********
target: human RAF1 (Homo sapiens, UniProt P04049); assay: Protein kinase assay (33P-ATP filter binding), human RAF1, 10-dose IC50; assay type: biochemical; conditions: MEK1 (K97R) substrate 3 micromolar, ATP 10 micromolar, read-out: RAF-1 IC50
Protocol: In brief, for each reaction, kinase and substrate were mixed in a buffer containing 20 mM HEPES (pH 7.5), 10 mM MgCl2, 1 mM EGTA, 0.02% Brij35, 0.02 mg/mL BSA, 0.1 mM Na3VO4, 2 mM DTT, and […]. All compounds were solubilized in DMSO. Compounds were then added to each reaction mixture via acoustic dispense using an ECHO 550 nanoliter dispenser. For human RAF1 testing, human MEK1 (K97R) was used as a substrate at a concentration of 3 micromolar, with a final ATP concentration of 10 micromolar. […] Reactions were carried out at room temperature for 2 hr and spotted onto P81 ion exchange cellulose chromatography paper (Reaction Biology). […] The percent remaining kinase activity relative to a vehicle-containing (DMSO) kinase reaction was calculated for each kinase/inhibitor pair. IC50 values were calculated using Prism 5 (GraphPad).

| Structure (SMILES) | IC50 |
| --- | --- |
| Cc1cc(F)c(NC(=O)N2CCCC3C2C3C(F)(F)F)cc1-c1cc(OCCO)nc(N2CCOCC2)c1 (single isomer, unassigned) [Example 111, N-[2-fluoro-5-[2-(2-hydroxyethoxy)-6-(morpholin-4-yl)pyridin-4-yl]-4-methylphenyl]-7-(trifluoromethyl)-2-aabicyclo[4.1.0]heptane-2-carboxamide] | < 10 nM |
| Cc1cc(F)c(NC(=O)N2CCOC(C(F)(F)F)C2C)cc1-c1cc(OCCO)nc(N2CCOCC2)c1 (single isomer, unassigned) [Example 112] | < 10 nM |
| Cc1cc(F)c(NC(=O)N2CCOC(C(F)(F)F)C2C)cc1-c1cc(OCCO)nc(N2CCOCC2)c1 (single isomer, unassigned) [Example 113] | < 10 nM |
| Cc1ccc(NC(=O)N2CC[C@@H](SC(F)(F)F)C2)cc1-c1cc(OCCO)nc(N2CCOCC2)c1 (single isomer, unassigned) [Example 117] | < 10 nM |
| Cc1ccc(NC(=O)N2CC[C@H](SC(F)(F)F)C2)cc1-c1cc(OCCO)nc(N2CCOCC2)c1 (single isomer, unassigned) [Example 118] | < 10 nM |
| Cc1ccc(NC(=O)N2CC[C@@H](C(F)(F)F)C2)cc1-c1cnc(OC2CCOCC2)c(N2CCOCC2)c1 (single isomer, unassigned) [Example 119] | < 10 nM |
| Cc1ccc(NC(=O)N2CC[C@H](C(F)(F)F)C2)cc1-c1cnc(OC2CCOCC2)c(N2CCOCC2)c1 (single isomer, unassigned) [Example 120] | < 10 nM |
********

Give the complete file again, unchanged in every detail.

target: human RAF1 (Homo sapiens, UniProt P04049); assay: Protein kinase assay (33P-ATP filter binding), human RAF1, 10-dose IC50; assay type: biochemical; conditions: MEK1 (K97R) substrate 3 micromolar, ATP 10 micromolar, read-out: RAF-1 IC50
Protocol: In brief, for each reaction, kinase and substrate were mixed in a buffer containing 20 mM HEPES (pH 7.5), 10 mM MgCl2, 1 mM EGTA, 0.02% Brij35, 0.02 mg/mL BSA, 0.1 mM Na3VO4, 2 mM DTT, and […]. All compounds were solubilized in DMSO. Compounds were then added to each reaction mixture via acoustic dispense using an ECHO 550 nanoliter dispenser. For human RAF1 testing, human MEK1 (K97R) was used as a substrate at a concentration of 3 micromolar, with a final ATP concentration of 10 micromolar. […] Reactions were carried out at room temperature for 2 hr and spotted onto P81 ion exchange cellulose chromatography paper (Reaction Biology). […] The percent remaining kinase activity relative to a vehicle-containing (DMSO) kinase reaction was calculated for each kinase/inhibitor pair. IC50 values were calculated using Prism 5 (GraphPad).

| Structure (SMILES) | IC50 |
| --- | --- |
| Cc1cc(F)c(NC(=O)N2CCCC3C2C3C(F)(F)F)cc1-c1cc(OCCO)nc(N2CCOCC2)c1 (single isomer, unassigned) [Example 111, N-[2-fluoro-5-[2-(2-hydroxyethoxy)-6-(morpholin-4-yl)pyridin-4-yl]-4-methylphenyl]-7-(trifluoromethyl)-2-aabicyclo[4.1.0]heptane-2-carboxamide] | < 10 nM |
| Cc1cc(F)c(NC(=O)N2CCOC(C(F)(F)F)C2C)cc1-c1cc(OCCO)nc(N2CCOCC2)c1 (single isomer, unassigned) [Example 112] | < 10 nM |
| Cc1cc(F)c(NC(=O)N2CCOC(C(F)(F)F)C2C)cc1-c1cc(OCCO)nc(N2CCOCC2)c1 (single isomer, unassigned) [Example 113] | < 10 nM |
| Cc1ccc(NC(=O)N2CC[C@@H](SC(F)(F)F)C2)cc1-c1cc(OCCO)nc(N2CCOCC2)c1 (single isomer, unassigned) [Example 117] | < 10 nM |
| Cc1ccc(NC(=O)N2CC[C@H](SC(F)(F)F)C2)cc1-c1cc(OCCO)nc(N2CCOCC2)c1 (single isomer, unassigned) [Example 118] | < 10 nM |
| Cc1ccc(NC(=O)N2CC[C@@H](C(F)(F)F)C2)cc1-c1cnc(OC2CCOCC2)c(N2CCOCC2)c1 (single isomer, unassigned) [Example 119] | < 10 nM |
| Cc1ccc(NC(=O)N2CC[C@H](C(F)(F)F)C2)cc1-c1cnc(OC2CCOCC2)c(N2CCOCC2)c1 (single isomer, unassigned) [Example 120] | < 10 nM |